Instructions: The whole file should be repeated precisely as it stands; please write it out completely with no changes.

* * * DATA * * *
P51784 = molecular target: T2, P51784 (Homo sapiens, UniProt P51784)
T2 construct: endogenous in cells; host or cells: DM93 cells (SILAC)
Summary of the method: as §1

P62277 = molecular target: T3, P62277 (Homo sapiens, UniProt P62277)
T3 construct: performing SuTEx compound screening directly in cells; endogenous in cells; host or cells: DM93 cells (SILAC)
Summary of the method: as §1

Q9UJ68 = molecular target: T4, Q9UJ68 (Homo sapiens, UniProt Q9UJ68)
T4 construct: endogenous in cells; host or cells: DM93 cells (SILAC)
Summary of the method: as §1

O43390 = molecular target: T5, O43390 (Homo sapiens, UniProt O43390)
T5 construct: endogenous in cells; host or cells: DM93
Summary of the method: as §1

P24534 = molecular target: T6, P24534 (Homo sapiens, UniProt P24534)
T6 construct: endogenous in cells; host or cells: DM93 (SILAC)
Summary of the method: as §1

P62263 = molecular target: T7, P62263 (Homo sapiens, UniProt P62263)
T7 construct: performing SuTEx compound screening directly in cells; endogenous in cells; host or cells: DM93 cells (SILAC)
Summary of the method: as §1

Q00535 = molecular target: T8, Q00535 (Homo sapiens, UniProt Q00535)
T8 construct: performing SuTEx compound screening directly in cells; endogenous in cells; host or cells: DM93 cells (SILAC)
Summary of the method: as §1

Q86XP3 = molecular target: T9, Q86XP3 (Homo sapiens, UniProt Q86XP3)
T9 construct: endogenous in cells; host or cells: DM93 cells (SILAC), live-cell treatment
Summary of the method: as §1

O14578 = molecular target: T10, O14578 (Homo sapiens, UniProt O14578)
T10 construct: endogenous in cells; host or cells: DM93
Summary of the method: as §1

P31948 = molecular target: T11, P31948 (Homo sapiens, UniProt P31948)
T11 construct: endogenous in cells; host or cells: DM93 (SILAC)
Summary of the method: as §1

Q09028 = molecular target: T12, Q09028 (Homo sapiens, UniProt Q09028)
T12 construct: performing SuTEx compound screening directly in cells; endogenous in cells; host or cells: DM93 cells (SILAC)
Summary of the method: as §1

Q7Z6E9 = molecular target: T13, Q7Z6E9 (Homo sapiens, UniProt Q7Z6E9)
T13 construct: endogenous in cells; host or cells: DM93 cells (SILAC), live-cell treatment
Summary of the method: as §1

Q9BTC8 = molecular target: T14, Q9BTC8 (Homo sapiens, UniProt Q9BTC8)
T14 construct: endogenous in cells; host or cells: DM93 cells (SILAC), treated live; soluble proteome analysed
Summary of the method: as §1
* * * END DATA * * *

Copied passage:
P51784 = molecular target: T2, P51784 (Homo sapiens, UniProt P51784)
T2 construct: endogenous in cells; host or cells: DM93 cells (SILAC)
Summary of the method: as §1

P62277 = molecular target: T3, P62277 (Homo sapiens, UniProt P62277)
T3 construct: performing SuTEx compound screening directly in cells; endogenous in cells; host or cells: DM93 cells (SILAC)
Summary of the method: as §1

Q9UJ68 = molecular target: T4, Q9UJ68 (Homo sapiens, UniProt Q9UJ68)
T4 construct: endogenous in cells; host or cells: DM93 cells (SILAC)
Summary of the method: as §1

O43390 = molecular target: T5, O43390 (Homo sapiens, UniProt O43390)
T5 construct: endogenous in cells; host or cells: DM93
Summary of the method: as §1

P24534 = molecular target: T6, P24534 (Homo sapiens, UniProt P24534)
T6 construct: endogenous in cells; host or cells: DM93 (SILAC)
Summary of the method: as §1

P62263 = molecular target: T7, P62263 (Homo sapiens, UniProt P62263)
T7 construct: performing SuTEx compound screening directly in cells; endogenous in cells; host or cells: DM93 cells (SILAC)
Summary of the method: as §1

Q00535 = molecular target: T8, Q00535 (Homo sapiens, UniProt Q00535)
T8 construct: performing SuTEx compound screening directly in cells; endogenous in cells; host or cells: DM93 cells (SILAC)
Summary of the method: as §1

Q86XP3 = molecular target: T9, Q86XP3 (Homo sapiens, UniProt Q86XP3)
T9 construct: endogenous in cells; host or cells: DM93 cells (SILAC), live-cell treatment
Summary of the method: as §1

O14578 = molecular target: T10, O14578 (Homo sapiens, UniProt O14578)
T10 construct: endogenous in cells; host or cells: DM93
Summary of the method: as §1

P31948 = molecular target: T11, P31948 (Homo sapiens, UniProt P31948)
T11 construct: endogenous in cells; host or cells: DM93 (SILAC)
Summary of the method: as §1

Q09028 = molecular target: T12, Q09028 (Homo sapiens, UniProt Q09028)
T12 construct: performing SuTEx compound screening directly in cells; endogenous in cells; host or cells: DM93 cells (SILAC)
Summary of the method: as §1

Q7Z6E9 = molecular target: T13, Q7Z6E9 (Homo sapiens, UniProt Q7Z6E9)
T13 construct: endogenous in cells; host or cells: DM93 cells (SILAC), live-cell treatment
Summary of the method: as §1

Q9BTC8 = molecular target: T14, Q9BTC8 (Homo sapiens, UniProt Q9BTC8)
T14 construct: endogenous in cells; host or cells: DM93 cells (SILAC), treated live; soluble proteome analysed
Summary of the method: as §1